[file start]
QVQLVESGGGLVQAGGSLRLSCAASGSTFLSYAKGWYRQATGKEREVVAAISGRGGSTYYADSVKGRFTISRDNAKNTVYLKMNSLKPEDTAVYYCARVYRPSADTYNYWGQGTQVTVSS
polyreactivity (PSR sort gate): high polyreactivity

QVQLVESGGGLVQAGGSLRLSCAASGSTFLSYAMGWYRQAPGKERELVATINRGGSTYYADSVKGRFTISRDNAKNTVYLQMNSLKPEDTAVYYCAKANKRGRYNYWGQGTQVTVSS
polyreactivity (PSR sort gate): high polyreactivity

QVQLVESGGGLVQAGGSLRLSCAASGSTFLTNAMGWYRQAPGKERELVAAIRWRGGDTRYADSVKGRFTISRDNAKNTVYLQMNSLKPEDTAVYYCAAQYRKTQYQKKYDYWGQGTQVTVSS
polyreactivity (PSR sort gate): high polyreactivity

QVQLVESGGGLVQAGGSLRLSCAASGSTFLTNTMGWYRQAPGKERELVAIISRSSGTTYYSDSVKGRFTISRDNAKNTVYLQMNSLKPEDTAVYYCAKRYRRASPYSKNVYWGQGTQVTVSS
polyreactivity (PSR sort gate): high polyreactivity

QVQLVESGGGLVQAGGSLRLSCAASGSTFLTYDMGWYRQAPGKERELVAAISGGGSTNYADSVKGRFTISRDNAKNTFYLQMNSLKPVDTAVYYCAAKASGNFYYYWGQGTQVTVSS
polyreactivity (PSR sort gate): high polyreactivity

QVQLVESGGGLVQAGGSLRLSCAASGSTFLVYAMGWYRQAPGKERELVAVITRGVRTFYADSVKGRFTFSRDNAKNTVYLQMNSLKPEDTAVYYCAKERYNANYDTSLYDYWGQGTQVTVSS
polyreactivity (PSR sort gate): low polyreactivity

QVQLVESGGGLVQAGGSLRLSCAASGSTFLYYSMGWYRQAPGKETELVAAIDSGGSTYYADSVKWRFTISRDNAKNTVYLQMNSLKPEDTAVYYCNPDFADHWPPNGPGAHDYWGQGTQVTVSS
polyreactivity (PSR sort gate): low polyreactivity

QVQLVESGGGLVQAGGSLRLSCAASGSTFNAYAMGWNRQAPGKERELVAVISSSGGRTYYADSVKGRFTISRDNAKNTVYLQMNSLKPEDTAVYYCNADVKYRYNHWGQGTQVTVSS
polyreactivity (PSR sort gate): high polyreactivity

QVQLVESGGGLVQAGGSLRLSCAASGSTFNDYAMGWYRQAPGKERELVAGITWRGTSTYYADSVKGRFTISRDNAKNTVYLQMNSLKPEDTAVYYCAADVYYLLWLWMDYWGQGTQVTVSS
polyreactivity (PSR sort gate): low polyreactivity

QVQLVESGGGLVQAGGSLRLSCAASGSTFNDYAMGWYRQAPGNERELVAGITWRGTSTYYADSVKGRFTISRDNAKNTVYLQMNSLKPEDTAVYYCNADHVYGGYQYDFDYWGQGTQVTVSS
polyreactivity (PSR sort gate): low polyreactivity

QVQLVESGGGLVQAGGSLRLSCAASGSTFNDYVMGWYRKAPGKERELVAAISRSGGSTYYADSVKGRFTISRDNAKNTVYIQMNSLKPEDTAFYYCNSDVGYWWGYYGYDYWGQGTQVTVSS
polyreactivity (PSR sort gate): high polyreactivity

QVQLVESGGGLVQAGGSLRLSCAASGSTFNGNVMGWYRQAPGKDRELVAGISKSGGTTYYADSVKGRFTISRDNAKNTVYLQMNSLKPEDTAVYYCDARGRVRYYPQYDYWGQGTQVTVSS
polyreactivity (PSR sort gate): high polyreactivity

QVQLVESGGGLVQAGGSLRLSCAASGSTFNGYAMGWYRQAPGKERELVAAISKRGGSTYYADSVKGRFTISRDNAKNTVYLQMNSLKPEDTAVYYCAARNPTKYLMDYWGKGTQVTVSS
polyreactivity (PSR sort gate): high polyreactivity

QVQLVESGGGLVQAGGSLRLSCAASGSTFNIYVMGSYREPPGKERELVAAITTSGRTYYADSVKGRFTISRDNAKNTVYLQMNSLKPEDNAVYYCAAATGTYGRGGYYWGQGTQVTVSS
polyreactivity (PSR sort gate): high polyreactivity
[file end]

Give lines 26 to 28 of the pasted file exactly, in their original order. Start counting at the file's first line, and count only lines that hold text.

polyreactivity (PSR sort gate): high polyreactivity

QVQLVESGGGLVQAGGSLRLSCAASGSTFNIYVMGSYREPPGKERELVAAITTSGRTYYADSVKGRFTISRDNAKNTVYLQMNSLKPEDNAVYYCAAATGTYGRGGYYWGQGTQVTVSS
polyreactivity (PSR sort gate): high polyreactivity